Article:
The owner of a company involved in a deadly trench collapse in Boston three years ago has been convicted on two counts of manslaughter in connection with the incident that killed two workers.
Atlantic Drain Service and owner Kevin Otto were found guilty Thursday in a jury-waived trial in Suffolk County Superior Court, the office of District Attorney Rachael Rollins said.
Robert Higgins and Kelvin Mattocks, employees of Atlantic Drain Service Co., were killed on Oct. 21, 2016, when the trench in which they were working collapsed and filled with water from a fire hydrant supply line.
The defense argued the city failed to maintain a fire hydrant that broke, spewing thousands water into a 14-foot ditch on Dartmouth Street where the men drowned, the Boston Globe reported.
Prosecutors countered that Otto had a history of safety violations and knew at the time of the incident that additional precautions were needed at the worksite.
"Getting this conviction and the sort of signal that it sends to other contractors, other people who work in city of Boston and elsewhere, that if this is how you conduct your business, this is what's going to happen," prosecutor Lynn Feigenbaum said.
Rollins said the "defendants had a responsibility to take measures ensuring the safety of their employees."
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"Instead, they flouted those regulations time and again, without regard for the lives of the workers they recklessly and callously put at risk," Rollins said in a statement.
Labor officials in 2017 levied $1.48 million in penalties on Atlantic Drain Service for "18 willful, repeat, serious and other-than-serious violations of workplace safety standards."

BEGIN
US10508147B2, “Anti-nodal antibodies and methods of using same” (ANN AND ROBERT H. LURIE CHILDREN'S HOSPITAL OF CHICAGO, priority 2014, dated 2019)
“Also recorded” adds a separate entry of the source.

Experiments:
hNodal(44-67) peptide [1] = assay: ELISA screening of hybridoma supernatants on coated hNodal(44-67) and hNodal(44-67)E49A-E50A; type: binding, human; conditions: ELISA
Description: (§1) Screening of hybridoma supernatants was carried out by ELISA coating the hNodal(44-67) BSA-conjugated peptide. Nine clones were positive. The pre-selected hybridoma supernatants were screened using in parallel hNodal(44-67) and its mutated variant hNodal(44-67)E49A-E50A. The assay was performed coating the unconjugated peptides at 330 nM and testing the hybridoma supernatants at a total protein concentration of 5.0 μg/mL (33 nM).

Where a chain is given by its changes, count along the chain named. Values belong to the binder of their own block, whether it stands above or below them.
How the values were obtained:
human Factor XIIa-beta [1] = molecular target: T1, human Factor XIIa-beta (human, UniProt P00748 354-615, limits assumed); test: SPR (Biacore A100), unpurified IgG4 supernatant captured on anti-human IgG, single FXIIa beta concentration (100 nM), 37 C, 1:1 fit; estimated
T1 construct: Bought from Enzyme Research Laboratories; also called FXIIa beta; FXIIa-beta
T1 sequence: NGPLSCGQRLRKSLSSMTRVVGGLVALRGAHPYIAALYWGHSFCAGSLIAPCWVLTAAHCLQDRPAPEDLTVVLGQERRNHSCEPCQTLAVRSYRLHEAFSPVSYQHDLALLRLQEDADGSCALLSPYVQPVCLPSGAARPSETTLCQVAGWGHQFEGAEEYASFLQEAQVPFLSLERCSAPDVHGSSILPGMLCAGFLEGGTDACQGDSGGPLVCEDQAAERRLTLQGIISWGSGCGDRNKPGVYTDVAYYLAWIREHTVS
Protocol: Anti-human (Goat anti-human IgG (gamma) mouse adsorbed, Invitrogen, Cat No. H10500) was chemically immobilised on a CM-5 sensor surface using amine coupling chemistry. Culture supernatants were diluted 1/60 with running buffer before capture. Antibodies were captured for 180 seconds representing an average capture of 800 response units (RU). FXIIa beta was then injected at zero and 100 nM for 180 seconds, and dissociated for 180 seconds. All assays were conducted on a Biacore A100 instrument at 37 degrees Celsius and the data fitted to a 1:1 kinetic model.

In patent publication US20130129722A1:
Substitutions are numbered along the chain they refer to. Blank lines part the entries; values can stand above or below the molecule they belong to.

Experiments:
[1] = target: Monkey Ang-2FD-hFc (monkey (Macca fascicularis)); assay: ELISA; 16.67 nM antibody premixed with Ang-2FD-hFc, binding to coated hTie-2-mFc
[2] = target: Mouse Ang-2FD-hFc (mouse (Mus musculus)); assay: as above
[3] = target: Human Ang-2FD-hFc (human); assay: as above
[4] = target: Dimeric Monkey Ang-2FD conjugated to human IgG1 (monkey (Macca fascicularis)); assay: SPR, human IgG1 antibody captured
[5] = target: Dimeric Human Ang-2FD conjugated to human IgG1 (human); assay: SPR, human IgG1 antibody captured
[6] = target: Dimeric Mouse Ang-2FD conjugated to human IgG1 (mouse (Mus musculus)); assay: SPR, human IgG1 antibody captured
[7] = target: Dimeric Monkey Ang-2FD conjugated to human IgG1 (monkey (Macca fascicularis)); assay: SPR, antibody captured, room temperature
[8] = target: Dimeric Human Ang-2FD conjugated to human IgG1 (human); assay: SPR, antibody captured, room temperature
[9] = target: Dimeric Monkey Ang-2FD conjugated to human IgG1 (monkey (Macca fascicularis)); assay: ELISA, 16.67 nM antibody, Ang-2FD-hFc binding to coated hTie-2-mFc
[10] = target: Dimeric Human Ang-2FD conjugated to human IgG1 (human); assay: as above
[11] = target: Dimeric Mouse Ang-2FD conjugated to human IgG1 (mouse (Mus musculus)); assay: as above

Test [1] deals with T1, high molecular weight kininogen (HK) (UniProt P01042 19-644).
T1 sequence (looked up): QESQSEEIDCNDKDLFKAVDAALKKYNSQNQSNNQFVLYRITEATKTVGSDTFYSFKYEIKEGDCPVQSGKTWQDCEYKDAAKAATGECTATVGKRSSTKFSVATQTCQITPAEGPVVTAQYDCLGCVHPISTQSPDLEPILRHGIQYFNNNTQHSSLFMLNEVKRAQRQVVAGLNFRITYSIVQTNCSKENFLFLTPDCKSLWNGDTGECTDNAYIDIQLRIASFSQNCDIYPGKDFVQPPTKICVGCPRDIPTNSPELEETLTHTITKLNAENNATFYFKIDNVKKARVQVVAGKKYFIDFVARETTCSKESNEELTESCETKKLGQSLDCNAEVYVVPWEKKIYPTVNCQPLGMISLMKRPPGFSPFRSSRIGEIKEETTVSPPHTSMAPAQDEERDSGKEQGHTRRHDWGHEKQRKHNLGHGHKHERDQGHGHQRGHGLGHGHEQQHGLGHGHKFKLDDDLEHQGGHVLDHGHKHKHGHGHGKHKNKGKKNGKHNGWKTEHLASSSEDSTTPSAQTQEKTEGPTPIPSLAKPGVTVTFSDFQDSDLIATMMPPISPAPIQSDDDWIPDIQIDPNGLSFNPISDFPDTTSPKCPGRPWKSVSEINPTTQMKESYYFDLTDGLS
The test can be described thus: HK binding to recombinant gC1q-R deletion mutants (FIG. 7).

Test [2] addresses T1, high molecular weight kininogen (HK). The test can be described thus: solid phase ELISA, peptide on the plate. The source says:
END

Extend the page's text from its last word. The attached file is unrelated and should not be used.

According to a report by the Occupational Safety and Health Administration, Otto, who oversaw the work being done when the trench collapsed, did not take measures to protect his employees and did not train them to recognize such hazards.
"The deaths of these two men could have and should have been prevented," Galen Blanton, the New England regional administrator for OSHA, said. "Their employer, which previously had been cited by OSHA for the same hazardous conditions, knew what safeguards were needed to protect its employees but chose to ignore that responsibility."
Otto, according to OSHA, did not install a support system to protect the employees from a cave-in or to prevent the hydrant line from collapsing. Other violations OSHA named include failures to provide a ladder in the trench at all times, give hardhats and eye protection to employees, and remove support structures near the trench that posed overhead hazards.
Jennifer Lewis, whose brother was killed, flew in from California for the verdict.
"He was my big brother. He was wonderful - good friend to everybody and he was a hard worker," she said of Higgins.
The verdict however, was bittersweet.
"Nothing is going to bring him back so this is the best outcome we could get out of all of this," Lewis said.
Sentencing is scheduled for Dec. 4.